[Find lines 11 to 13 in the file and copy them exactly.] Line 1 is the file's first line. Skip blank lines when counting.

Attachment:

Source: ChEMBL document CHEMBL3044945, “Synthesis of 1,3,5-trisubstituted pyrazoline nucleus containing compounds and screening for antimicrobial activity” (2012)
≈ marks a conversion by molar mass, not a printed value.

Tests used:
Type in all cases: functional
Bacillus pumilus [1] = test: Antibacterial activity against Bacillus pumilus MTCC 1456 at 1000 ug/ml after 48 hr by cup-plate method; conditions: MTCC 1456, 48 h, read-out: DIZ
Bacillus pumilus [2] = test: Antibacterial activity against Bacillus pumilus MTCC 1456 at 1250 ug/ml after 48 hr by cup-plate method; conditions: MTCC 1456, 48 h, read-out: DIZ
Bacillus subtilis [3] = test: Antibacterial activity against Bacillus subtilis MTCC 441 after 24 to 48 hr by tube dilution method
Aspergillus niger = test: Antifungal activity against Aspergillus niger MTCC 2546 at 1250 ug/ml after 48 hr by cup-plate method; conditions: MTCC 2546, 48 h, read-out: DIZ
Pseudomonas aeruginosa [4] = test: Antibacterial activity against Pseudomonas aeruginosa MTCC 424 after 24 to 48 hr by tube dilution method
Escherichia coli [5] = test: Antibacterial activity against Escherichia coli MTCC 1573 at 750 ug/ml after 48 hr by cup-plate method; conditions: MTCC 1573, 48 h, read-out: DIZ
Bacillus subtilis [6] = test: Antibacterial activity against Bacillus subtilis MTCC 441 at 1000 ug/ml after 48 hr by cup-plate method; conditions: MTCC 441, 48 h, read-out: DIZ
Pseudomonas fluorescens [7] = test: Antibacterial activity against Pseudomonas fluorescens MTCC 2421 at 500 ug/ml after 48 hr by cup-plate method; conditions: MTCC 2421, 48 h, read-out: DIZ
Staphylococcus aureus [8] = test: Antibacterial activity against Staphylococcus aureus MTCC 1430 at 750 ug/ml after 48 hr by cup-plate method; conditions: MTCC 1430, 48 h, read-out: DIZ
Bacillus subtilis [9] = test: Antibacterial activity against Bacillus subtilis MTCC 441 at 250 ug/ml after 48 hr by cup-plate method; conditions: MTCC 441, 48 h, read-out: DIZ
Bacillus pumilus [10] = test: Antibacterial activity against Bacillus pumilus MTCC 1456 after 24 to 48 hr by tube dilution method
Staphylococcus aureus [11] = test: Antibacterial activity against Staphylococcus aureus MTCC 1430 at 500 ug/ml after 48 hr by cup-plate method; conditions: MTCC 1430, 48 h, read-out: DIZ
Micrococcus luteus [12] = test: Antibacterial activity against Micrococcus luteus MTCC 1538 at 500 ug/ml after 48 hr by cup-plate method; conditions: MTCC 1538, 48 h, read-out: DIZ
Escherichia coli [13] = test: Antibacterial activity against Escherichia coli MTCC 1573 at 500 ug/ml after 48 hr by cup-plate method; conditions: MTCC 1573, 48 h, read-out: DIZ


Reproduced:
Bacillus subtilis [6] = test: Antibacterial activity against Bacillus subtilis MTCC 441 at 1000 ug/ml after 48 hr by cup-plate method; conditions: MTCC 441, 48 h, read-out: DIZ
Pseudomonas fluorescens [7] = test: Antibacterial activity against Pseudomonas fluorescens MTCC 2421 at 500 ug/ml after 48 hr by cup-plate method; conditions: MTCC 2421, 48 h, read-out: DIZ
Staphylococcus aureus [8] = test: Antibacterial activity against Staphylococcus aureus MTCC 1430 at 750 ug/ml after 48 hr by cup-plate method; conditions: MTCC 1430, 48 h, read-out: DIZ